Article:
Brian Gregory Teaches You How to Find Beauty Directing Pyrex’s “Make It” Video

“I’m a very cinematic person,” says director Brian Gregory. “I’m all about making everything look like a movie. It doesn’t matter if it’s my niece’s third birthday or a Pyrex music video. I’m going to make it look like a movie.”

In high school, Brian Gregory realized that film was his true passion. “The world pushed it towards me,” which is why he went on to study film at York University and joined The Remix Project based in Toronto. There, he was able to refine his craft and launch his career. A product of Scarborough, (The Weeknd’s old stomping ground) Gregory has won awards at the Canadian and Cannes Film Festivals, and has collaborated with Kevin Hart, Andre Iguodala, and other celebrities on various projects.

Most recently, Gregory directed the music video for the song “Make It” by rapper Pyrex. In the video, Pyrex showcases his new sound as he navigates through Rexdale, Toronto (his own hometown)—known for its crime, gang violence, and grey landscapes—where he reflects on the necessity to survive and “make it” as an artist. Local talents Jellestone and Andreena Mill hop on for guest appearances in the video as fictional Rexdale natives; the former incarcerated, the latter his wife raising their children alone.

We tapped Gregory for his perspectives on directing and thought processes behind the creation of the “Make It” video.

Housing

EXTRACT THE BEAUTY FROM THE MADNESS

For me, it’s always about just shedding light on certain aspects of the community that are not necessarily shown too much. Obviously, most people associate Rexdale with violence and a lot of negativity as a whole, you know? There’s a lot of beauty there, so I feel that was a big part of the approach for this specific video and for any kind of video I’ve done that’s based in the hood. It’s about pulling out that beauty.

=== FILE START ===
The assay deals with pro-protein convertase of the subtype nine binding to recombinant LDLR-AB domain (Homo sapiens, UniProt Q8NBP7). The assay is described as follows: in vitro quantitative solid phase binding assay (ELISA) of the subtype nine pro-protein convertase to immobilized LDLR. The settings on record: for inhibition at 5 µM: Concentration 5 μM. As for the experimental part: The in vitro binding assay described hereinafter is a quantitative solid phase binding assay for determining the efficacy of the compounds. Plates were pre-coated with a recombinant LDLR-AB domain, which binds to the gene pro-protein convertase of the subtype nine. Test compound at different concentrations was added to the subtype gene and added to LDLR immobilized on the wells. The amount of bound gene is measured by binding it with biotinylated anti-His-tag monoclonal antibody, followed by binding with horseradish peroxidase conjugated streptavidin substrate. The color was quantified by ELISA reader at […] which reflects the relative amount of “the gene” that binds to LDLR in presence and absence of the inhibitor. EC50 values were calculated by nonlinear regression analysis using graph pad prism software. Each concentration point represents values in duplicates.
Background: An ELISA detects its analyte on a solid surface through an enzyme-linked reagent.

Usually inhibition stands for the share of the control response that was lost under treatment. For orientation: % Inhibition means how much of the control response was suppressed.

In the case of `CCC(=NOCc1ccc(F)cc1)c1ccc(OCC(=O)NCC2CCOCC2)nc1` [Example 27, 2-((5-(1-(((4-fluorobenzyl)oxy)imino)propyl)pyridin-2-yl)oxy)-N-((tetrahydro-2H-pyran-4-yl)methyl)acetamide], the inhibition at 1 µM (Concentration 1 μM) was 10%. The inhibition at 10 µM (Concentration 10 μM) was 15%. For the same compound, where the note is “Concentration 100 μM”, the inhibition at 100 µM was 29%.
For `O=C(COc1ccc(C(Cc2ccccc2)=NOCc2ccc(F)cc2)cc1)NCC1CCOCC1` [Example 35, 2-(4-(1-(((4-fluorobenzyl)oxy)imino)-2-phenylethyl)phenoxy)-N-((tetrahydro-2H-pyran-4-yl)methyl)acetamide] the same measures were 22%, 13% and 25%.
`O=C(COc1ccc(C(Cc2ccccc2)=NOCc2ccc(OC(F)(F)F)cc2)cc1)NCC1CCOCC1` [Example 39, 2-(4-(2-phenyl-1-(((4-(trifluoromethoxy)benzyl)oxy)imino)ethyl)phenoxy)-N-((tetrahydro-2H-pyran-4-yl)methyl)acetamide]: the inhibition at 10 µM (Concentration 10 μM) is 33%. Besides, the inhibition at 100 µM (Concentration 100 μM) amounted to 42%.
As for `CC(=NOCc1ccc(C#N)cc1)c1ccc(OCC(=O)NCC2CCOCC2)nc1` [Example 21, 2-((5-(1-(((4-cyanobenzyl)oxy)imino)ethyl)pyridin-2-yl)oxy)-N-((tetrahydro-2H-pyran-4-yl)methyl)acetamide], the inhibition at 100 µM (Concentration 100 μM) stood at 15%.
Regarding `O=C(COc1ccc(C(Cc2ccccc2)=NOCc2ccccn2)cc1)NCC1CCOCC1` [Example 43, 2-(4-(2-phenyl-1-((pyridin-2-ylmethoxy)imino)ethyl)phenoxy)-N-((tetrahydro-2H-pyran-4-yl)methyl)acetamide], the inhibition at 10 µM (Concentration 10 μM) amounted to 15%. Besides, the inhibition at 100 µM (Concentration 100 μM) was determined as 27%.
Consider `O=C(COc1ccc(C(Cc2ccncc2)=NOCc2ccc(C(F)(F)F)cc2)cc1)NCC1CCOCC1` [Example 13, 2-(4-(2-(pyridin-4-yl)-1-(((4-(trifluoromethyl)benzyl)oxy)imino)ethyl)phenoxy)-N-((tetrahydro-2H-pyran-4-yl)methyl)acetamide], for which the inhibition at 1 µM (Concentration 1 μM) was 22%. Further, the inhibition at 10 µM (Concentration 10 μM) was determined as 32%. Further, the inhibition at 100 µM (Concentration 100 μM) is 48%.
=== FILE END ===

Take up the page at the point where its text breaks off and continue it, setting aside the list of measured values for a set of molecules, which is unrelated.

PRODUCE CONTENT THAT’S TRUE TO PEOPLE AND PLACE

Anything I do, I want to create something that not only I can be proud of, but people from the community, people that represent the community, and people that have anything to do with Toronto as a whole can be proud of. It was just about creating a story that was genuine to the community and genuine to the people of the community. The feedback I’ve gotten has been overwhelming because people are proud of the video and proud that it’s representative of the community, the city, and their peers. It’s a really gratifying feeling.

pyrex-traveling

TO “MAKE IT,” YOU NEED TO BE MOVING

It’s all about movement. I think that’s essential to survival, it’s essential to life. We’re constantly moving beings. So it really speaks to survival, I would say, more than anything because for anything to be able to happen, especially when you’re coming up in these communities, you better be able to move around. You better be able to be versatile and flexible to do what has to get done. It’s just a reflection of Rexdale and of life in general.

OBSERVE YOUR SURROUNDINGS, DON’T MANIPULATE THEM

Nothing about this video was staged or really made up. That’s a big part of how I capture life, too. I try not to interrupt it too much. I try to just be an observer rather than interrupting the scene and getting in the middle of it. So a lot of the beauty that I felt was captured has been there the whole time, I just happened to catch it with a camera. But I’m not responsible for any of that beauty.

surroundings

CONCEPT AND CONTENT OVER EVERYTHING

It doesn’t matter what equipment you’re using. It doesn’t matter what your budget is. If the story is there, if there’s entertainment factor, that’s what’s most important. In a very heavily production-minded world that we live in now, everybody’s trying to have red cans and the craziest production value. At the end of the day, if you make something interesting, it’s interesting. I think that’s the biggest thing about creating a successful video.

FAILURE IS CRUCIAL TO FINDING SUCCESS IN THE FILM INDUSTRY

Just keep trying. Just keep going until you find something. At the end of the day, you can try and fail 15 times on different projects, and the 16th time is when you get it right. From that point, it changes everything. So the ones that always make it—and I definitely don’t classify myself as making it, I’m on my way—are the ones that never give up. It really doesn’t matter how good or bad you are, but if you have the heart, that’ll speak louder than anything.

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